Angiotensin (ANG) II plays a significant role in facilitating neurotransmission. Stimulation of ANG II type 1 (AT1) receptors on presynaptic nerve terminals enhances norepinephrine release. This action of ANG II appears to be a generalized phenomenon throughout the central and peripheral nervous systems. ANG II also operates at sympathetic ganglia [1] and neuroeffector junctions [48, 51]. In anesthetized animals, ANG II has a tonic effect on the presynaptic release of norepinephrine. Blocking AT1 receptors with losartan decreases proximal sodium reabsorption. Also, losartan reduces the renal vasoconstrictor responses to increases in ERSNA. However, whether ANG II modulates renal function by stimulating presynaptic receptors in conscious animals or man is unclear.

There is evidence that the presynaptic effects of ANG II may be modified by an interaction with other autocrine and paracrine factors existing in the renal interstitium, including NO and reactive oxygen species, which can act at the neuroeffector junction.

NO is a paracrine factor that modulates neurotransmission at the neuroeffector junction. NO is generated via the action of nitric oxide synthase (NOS) enzymes, which exist in three isoforms, neuronal (nNOS, NOSI), inducible (iNOS, NOSII), and endothelial (eNOS, NOSIII), which are all expressed within the kidney. The eNOS isoform has been reported to be present in the endothelial cells of the renal vasculature and glomerular capillaries [3, 184]. The nNOS isoform has been identified on or close to renal sympathetic and sensory nerves [148, 170], in the renal tubules, and in the macula densa region [253]. The inducible isoform, which is primarily activated following an inflammatory challenge, has been found to be constitutively active in the medullary regions [131]. The site where NO is generated at the neuroeffector junction is unclear, but NO may exert its actions on both neurotransmitter release as well as the postsynaptic membrane to modify the response. In anesthetized dogs, inhibiting NOS enhanced the renal vasoconstrictor and antinatriuretic responses to renal nerve stimulation at low stimulation frequencies, which did not reduce renal blood flow in the absence of NOS blockade [66, 180]. These findings would be consistent with NO inhibiting presynaptic release of norepinephrine. However, this has not been a consistent finding. There are reports in rats suggesting that NO exerts a facilitatory modulation at the neuroeffector junction, i.e., facilitates the presynaptic release of norepinephrine [237]. The understanding of the possible significance of NO at the neuroeffector junction is made more complex by the fact that NO also may have a direct effect on tubular fluid reabsorption. Proximal tubular fluid reabsorption is increased by NO inhibition and depressed following administration of a NO donor [67, 200]. Taken together, it is currently unclear whether NO increases or decreases presynaptic norepinephrine release. It cannot be excluded that the various results reported in the literature are, at least in part, due to the experimental conditions under which the studies were performed.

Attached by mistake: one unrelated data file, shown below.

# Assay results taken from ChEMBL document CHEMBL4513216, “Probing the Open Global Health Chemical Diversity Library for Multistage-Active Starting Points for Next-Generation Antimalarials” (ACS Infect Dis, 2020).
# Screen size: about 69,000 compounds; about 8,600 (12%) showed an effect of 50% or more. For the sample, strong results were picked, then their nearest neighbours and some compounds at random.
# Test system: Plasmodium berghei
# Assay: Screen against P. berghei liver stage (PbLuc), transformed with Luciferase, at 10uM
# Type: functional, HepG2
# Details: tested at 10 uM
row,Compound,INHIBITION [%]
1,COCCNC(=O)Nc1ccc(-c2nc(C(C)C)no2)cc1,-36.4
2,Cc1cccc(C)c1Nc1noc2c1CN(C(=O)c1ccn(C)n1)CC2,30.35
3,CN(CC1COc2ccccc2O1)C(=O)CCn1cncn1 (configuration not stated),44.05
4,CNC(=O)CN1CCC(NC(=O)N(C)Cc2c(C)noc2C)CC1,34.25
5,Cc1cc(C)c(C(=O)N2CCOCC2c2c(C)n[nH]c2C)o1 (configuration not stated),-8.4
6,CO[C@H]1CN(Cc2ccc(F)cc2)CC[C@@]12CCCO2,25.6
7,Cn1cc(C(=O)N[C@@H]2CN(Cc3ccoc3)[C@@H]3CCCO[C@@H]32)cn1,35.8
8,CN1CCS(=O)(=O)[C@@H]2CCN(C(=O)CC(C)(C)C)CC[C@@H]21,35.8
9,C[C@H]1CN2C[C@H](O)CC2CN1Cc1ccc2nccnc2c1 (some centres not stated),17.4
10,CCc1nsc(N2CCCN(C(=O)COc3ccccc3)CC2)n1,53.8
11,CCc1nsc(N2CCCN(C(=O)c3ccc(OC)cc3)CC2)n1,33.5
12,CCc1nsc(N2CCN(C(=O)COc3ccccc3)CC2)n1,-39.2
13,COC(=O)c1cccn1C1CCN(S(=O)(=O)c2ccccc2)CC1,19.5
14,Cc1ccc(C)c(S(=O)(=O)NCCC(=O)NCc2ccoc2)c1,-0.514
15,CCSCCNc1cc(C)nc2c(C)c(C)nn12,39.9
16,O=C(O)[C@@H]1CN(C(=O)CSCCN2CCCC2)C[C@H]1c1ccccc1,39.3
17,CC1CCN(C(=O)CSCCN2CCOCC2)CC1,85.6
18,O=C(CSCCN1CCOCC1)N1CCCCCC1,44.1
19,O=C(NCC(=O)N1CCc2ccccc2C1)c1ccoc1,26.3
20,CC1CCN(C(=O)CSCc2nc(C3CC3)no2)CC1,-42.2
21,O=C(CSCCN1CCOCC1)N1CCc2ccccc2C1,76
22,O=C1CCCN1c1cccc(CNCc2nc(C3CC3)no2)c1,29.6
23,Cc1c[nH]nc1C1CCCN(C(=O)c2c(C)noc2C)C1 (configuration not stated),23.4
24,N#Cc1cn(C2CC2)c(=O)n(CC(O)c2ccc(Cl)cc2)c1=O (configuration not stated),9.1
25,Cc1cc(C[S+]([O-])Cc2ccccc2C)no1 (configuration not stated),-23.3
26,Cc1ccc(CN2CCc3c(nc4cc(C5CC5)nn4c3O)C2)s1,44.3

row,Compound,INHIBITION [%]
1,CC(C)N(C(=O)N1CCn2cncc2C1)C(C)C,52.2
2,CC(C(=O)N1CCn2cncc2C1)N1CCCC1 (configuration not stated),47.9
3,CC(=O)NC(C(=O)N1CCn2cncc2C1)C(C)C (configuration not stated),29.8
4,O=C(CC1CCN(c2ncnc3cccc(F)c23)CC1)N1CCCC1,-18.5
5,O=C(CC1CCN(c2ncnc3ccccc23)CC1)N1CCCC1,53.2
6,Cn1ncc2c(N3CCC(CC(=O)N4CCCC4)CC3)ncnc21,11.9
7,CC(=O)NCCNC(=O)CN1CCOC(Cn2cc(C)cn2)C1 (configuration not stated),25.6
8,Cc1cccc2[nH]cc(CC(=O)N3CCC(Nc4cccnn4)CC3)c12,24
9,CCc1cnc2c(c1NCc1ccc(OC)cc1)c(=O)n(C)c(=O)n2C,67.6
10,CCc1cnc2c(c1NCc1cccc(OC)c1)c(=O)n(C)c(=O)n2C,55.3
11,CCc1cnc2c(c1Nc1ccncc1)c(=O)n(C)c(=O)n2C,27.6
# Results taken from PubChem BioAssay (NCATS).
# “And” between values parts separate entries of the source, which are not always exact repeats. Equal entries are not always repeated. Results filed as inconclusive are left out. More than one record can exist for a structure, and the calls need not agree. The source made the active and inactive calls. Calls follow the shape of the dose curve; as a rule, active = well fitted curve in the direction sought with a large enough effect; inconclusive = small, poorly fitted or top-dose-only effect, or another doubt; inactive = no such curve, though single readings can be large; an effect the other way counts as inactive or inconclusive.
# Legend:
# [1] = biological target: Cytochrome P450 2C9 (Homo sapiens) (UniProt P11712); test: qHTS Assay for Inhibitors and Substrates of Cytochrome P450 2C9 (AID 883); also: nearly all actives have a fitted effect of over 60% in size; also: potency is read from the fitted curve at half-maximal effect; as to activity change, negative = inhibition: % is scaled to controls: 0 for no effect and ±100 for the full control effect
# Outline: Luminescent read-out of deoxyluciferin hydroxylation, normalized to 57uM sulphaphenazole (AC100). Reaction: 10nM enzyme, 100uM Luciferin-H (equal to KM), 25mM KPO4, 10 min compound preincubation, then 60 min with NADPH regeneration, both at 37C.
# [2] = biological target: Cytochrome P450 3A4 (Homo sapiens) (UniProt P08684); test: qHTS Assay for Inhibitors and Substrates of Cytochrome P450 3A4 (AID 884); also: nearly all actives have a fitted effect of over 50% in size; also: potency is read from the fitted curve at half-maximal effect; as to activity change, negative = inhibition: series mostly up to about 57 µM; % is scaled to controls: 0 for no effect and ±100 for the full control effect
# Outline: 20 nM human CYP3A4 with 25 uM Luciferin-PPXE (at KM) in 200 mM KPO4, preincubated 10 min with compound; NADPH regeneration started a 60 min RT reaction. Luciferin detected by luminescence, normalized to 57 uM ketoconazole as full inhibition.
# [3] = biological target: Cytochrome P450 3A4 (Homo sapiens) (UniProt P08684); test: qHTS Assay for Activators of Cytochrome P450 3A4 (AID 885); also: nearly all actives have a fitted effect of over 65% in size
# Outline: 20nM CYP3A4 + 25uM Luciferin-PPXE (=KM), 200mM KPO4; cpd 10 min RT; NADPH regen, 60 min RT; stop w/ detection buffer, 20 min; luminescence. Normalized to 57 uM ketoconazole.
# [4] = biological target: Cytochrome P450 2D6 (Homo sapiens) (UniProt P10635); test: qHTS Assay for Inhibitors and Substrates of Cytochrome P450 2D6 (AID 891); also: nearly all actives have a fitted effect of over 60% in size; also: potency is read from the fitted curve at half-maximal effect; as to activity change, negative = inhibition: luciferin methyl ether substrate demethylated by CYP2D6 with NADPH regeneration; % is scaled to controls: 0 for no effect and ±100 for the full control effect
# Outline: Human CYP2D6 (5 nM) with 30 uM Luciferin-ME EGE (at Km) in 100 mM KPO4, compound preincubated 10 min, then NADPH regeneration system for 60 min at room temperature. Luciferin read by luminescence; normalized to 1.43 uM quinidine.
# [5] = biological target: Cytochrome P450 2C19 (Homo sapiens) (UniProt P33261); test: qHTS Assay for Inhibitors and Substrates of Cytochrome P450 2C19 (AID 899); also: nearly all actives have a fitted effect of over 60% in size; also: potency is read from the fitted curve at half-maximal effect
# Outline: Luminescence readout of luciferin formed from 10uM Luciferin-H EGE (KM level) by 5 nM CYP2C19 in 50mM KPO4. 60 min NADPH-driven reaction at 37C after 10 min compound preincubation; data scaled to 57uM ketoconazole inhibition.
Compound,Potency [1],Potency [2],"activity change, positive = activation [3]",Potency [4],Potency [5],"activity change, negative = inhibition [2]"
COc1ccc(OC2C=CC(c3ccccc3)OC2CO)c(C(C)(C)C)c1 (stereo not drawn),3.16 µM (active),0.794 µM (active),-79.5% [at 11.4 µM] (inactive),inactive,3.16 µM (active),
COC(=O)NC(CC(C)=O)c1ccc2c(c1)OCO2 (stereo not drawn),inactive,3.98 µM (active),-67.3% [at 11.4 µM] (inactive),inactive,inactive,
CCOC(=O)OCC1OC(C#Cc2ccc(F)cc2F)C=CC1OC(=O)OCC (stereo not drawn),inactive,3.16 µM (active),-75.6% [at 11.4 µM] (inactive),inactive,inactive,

There have been a number of investigations to determine whether oxidative stress and specifically reactive oxygen species, such as superoxide anions, may affect renal sympathetic nerve activity. It is important to recognize that reactive oxygen species can act at two levels, either directly on the sympathetic nerves at the ganglia or neuroeffector junction, or indirectly by scavenging NO and reducing its bioavailability. Systemic administration of the superoxide dismutase mimetic, tempol, to enhance scavenging of superoxide anions, reduces arterial pressure and renal sympathetic nerve activity, the effects being greater in hypertensive rats [224, 256]. This suggests that in states of oxidative stress, which characterizes hypertension, increased generation of superoxide anions could elevate the level of sympathetic neural outflow to various organs, including the kidney. Shokoji et al. [224] developed a technique whereby drugs could be directly applied to the renal sympathetic nerve fibers proximal to the recording electrodes. They showed that this local administration of tempol reduced renal sympathetic nerve activity, which was also evident if a NOS blocker was coadministered. Conversely, application of an inhibitor of superoxide dismutase, diethyl-thiocarbamate (DETC), increased renal sympathetic nerve activity. A voltage-gated potassium channel blocker completely prevented the DETC-induced increases in ERSNA. These results suggest that reactive oxygen species play a role in the regulation of peripheral sympathetic nerve activity and at least part of this mechanism is mediated through voltage-gated potassium channels. Together, these reports highlight the fact that the level of oxidative stress, and thus the generation of superoxide anions in the environment, may alter the magnitude of renal sympathetic nerve activity. What are not currently known are the functional consequences of these observations to the neural control of renin release, tubular reabsorption, and renal hemodynamics.

Copyright © 2011 by Morgan & Claypool Life Sciences.
Bookshelf ID: NBK57242